ICGB sees future potential for hydrogen to flow along Greece-Bulgaria gas pipeline

ICGB sees future potential for hydrogen to flow along Greece-Bulgaria gas pipeline

ICGB is the developer and independent transmission operator of the 182-km Greece-Bulgaria natural gas interconnector (IGB), which was commissioned in late 2022. On the Bulgarian side, the company is led by Teodora Georgieva, Executive Officer. ICGB is held equally by state-owned Bulgarian Energy Holding (BEH) and IGI Poseidon, a joint venture of the Greek DEPA International Projects and the Italian energy group Edison.

The IGB went live on October 1, 2022 ensuring the flow of 1 billion cubic meters (bcm) of natural gas per year from Azerbaijan into Bulgaria. What is the likelihood that the pipeline will start carrying hydrogen in the future and in what quantities or percentage of capacity? What necessary modifications must the transmission infrastructure undergo for that purpose?

With its successful launch in October 2022, IGB reshaped the region’s energy map and opened an entirely new route for diversified and secure natural gas deliveries. At present, considering the challenging new environment created by Russia’s aggression in Ukraine, supplying Bulgaria with natural gas and allowing transportation of quantities to other countries in the region is the main priority. Yet, as a transmission operator developing infrastructure that will be exploited for the next few decades, ICGB is naturally already looking at future opportunities, including the use of hydrogen.

We are currently researching hydrogen transmission possibilities in all relevant aspects – technical, economic and regulatory. The likely infrastructure modifications needed relate to special metering and gas quality equipment, improved sealing of valves and fittings and more advanced safety systems.

In addition, IGB is only one part of a much bigger picture or perhaps even two bigger pictures. One is the general possibility to transport H2 via existing natural gas pipelines, but for that to happen, at least several consecutive infrastructure operators should be ready for hydrogen transportation to/from a certain destination.

The transmission service is just complementary to a market of a given commodity itself, being it natural gas, hydrogen, etc. We need a hydrogen market to be serviced by us, the transmission operators. A market with its fundamentals of supply and demand, different levels, and specific regulations. The whole economic value chain regarding the H2-production, its delivery to the entry points of the pipeline systems, its direction, and final use is still undeveloped.

Bulgaria stands to get 35 mln euro in funding under the EU-backed national Recovery and Resilience plan (RRP) to develop 55 MW or over 4,300 tonnes/year of renewable hydrogen production capacity by 2030. What role could IGB play in developing that capacity and what investments will need to be made to back that effort in the near future?

Considering ICGB has the role of an independent transmission operator, we will be closely following the trends in the transmission of natural gas and maybe hydrogen in the future. I believe we will more likely blend if that market develops. Potential investments concern necessary technical modifications and possibly the physical connection of hydrogen production sites to IGB, if such are to appear along the pipeline route. Of course, ICGB is and will remain open to communications with government bodies and business for further developments in that respect. After all, the European Union, and Bulgaria as a member state, are looking at greener solutions that would enable reaching the energy transition goals. As a company developing an energy project that’s a true game-changer, ICGB has every interest in being a part of that process of change.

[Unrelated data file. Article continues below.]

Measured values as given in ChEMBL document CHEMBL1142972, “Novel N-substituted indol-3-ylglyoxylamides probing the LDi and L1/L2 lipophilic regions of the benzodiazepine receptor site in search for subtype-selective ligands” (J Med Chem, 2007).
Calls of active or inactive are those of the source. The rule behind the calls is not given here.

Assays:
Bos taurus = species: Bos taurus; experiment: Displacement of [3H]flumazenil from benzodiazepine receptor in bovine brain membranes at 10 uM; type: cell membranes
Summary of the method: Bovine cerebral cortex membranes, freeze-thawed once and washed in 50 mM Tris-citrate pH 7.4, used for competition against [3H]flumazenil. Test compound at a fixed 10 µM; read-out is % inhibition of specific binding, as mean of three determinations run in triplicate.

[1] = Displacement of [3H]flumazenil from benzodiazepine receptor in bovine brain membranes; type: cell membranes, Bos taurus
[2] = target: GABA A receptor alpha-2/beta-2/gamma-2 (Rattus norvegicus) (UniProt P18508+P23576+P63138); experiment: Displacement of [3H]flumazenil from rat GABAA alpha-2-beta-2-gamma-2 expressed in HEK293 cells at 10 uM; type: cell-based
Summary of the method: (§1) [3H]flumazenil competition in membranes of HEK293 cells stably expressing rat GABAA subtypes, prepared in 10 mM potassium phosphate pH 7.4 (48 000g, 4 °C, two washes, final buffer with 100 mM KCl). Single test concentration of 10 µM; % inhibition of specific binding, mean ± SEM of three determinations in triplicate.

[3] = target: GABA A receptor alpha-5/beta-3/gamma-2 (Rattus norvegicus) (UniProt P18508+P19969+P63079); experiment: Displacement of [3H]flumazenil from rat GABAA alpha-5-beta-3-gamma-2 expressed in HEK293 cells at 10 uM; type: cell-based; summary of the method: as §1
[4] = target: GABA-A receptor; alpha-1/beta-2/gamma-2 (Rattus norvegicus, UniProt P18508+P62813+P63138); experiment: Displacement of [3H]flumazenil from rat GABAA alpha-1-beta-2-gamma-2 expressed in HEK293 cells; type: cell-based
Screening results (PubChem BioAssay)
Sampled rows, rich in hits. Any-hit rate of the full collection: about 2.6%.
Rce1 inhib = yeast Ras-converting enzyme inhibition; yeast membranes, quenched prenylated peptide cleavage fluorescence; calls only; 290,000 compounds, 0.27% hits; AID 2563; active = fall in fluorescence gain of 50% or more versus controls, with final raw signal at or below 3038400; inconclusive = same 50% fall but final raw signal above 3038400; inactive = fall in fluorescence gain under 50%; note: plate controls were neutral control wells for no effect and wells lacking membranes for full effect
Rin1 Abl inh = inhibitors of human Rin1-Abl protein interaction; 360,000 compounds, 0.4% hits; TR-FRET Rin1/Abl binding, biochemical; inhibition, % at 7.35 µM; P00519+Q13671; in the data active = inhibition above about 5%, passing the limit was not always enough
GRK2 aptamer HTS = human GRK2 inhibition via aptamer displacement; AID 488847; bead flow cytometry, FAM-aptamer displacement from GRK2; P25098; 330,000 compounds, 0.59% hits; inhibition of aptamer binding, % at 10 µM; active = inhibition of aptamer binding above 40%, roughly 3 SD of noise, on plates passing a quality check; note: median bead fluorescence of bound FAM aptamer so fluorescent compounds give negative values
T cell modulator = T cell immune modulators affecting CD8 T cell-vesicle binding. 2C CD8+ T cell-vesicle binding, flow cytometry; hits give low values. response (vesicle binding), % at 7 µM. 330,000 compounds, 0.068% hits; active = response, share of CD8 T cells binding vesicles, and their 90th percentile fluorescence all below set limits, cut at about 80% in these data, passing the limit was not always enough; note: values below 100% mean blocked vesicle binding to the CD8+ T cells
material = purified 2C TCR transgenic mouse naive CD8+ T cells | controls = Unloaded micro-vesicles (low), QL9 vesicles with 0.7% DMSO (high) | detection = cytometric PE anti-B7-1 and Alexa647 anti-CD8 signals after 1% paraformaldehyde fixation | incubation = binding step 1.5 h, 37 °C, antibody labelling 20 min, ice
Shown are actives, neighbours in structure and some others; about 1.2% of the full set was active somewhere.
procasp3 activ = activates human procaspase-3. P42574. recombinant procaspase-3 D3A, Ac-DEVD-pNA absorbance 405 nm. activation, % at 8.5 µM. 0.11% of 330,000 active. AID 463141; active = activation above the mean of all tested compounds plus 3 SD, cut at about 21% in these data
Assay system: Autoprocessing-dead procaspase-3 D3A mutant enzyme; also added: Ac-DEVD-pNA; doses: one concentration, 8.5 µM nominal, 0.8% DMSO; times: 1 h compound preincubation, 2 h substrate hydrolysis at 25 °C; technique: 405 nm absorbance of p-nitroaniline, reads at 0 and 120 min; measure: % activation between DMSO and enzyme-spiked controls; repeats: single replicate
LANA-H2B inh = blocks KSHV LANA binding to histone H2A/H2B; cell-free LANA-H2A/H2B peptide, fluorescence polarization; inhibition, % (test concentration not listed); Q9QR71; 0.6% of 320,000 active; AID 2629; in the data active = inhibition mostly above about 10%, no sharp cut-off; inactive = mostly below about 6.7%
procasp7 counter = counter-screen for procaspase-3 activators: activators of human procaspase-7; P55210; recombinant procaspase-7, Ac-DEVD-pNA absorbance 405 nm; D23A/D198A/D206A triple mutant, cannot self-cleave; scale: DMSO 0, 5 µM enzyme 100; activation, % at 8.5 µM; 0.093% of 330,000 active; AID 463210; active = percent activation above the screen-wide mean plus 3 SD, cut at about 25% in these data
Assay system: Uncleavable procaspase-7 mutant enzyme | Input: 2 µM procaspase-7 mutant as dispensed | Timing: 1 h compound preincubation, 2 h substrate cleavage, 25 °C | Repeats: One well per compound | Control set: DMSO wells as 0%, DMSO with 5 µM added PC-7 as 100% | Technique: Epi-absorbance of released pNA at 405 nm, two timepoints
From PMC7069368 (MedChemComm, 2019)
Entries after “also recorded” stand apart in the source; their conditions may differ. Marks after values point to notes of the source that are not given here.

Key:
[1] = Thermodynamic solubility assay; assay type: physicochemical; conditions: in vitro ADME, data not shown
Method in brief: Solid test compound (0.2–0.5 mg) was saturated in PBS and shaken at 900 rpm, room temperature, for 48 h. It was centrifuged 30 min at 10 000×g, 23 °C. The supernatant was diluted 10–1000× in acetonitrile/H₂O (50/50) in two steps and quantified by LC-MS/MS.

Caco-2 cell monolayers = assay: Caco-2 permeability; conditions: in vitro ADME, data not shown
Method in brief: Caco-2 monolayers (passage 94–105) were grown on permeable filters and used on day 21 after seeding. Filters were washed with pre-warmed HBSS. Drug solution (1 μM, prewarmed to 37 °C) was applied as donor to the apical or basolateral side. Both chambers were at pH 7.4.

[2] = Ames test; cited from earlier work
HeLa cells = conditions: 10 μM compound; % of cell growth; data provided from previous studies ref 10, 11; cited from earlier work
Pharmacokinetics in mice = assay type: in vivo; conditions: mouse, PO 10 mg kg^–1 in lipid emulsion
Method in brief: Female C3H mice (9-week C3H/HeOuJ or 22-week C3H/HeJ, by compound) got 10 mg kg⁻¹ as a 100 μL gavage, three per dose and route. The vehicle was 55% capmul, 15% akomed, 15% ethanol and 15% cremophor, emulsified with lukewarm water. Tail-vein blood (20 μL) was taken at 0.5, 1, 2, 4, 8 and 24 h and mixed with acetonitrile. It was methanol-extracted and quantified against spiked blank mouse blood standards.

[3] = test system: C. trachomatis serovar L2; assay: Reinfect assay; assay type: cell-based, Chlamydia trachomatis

Could modifications be made to the pipeline to transport other types of renewable fuel, e.g. biomethane?

The injection of green hydrogen and biomethane is currently seen as the next step towards the decarbonisation of the gas sector in several countries. However, the introduction of these gases in existing infrastructure has energy sector-related, material and operational implications that should be carefully looked at. According to various studies, hydrogen content up to 20% by volume appears to be possible to accommodate in the current infrastructure with only minor technical modifications. However, at the Distribution System Operator (DSO) level, the introduction of gas quality tracking systems will be required due to the distributed injection nature of hydrogen and biomethane. The different tolerances for hydrogen blending of consumers, depending on end-use equipment will be critical during the transition period to a 100% green gas grid as there is a risk of pushing consumers off the grid.

What role do you see for current gas transmission grids in 30 years’ time? How could ICGB contribute to the inclusion of renewable energy sources in the energy mix of Bulgaria and the SEE region?

From today’s perspective, I should say IGB will hold the role of an extremely interlinked and harmonised pan-European transmission network with the possibility to accommodate different types of gases produced and used in climate-neutral ways.

ICGB’s contribution with respect to the renewables sector lies in the transmission of energy stored in the form of gas. It goes without saying that the main present disadvantages of renewable energy sources are balancing and storage of generated energy. That is where hydrogen is deemed to be the answer so far and where IGB comes to use by transporting it. Perhaps it will be not long before we will be providing transmission of hydrogen from Greece north to Bulgaria and the wider region, using wind or solar power, coming from either the Mediterranean coastline or delivered via Floating Storage Regasification Units.

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